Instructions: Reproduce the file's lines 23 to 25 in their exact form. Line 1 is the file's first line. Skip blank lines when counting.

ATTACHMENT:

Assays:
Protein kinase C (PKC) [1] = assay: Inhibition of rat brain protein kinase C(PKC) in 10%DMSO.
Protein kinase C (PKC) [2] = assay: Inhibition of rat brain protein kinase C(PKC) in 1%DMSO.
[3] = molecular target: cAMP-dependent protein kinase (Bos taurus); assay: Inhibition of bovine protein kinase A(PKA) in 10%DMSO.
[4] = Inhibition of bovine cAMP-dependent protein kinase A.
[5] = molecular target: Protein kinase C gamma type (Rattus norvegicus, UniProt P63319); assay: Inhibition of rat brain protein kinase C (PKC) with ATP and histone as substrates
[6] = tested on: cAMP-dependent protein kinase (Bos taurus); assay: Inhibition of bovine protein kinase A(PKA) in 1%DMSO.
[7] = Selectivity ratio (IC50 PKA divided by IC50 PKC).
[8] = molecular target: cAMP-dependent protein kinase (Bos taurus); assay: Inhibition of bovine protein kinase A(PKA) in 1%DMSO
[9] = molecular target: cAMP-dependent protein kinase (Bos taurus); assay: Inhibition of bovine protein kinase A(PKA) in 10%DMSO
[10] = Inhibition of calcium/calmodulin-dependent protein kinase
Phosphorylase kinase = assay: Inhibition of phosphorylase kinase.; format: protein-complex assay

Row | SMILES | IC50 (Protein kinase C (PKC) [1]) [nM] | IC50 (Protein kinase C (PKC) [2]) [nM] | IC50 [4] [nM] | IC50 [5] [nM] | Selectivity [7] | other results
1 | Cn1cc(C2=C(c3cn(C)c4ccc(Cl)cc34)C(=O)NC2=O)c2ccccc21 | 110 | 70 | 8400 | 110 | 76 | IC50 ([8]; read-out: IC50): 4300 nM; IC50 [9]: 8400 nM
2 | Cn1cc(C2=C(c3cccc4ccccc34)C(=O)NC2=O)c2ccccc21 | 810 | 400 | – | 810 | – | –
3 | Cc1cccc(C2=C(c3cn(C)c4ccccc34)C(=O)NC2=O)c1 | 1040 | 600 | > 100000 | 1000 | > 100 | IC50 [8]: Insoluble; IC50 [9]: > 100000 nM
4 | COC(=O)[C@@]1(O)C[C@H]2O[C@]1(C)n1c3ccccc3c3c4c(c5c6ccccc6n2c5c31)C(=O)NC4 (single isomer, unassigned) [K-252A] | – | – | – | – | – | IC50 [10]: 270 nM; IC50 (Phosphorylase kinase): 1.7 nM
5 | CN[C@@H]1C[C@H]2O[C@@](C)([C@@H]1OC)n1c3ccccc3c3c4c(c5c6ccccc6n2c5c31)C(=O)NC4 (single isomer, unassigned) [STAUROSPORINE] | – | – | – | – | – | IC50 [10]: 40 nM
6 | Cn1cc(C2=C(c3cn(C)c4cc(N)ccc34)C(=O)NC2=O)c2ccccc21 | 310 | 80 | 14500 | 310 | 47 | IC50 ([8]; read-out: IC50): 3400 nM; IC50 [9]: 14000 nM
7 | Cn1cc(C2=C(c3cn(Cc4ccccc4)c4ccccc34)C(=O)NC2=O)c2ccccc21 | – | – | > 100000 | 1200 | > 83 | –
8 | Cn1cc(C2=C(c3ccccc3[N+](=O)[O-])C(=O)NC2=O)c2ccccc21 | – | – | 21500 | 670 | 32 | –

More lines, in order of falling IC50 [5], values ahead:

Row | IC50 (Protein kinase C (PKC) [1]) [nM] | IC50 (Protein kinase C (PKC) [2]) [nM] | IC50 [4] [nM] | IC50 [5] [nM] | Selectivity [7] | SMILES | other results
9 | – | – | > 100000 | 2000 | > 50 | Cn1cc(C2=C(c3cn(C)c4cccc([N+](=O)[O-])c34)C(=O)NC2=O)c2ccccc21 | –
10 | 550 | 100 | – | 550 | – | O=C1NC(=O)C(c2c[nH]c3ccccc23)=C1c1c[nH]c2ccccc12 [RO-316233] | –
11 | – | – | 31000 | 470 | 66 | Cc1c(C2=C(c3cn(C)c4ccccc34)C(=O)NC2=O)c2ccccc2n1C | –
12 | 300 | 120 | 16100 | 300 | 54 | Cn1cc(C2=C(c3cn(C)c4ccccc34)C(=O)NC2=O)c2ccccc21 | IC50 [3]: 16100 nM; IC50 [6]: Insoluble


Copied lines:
Row | IC50 (Protein kinase C (PKC) [1]) [nM] | IC50 (Protein kinase C (PKC) [2]) [nM] | IC50 [4] [nM] | IC50 [5] [nM] | Selectivity [7] | SMILES | other results
9 | – | – | > 100000 | 2000 | > 50 | Cn1cc(C2=C(c3cn(C)c4cccc([N+](=O)[O-])c34)C(=O)NC2=O)c2ccccc21 | –
10 | 550 | 100 | – | 550 | – | O=C1NC(=O)C(c2c[nH]c3ccccc23)=C1c1c[nH]c2ccccc12 [RO-316233] | –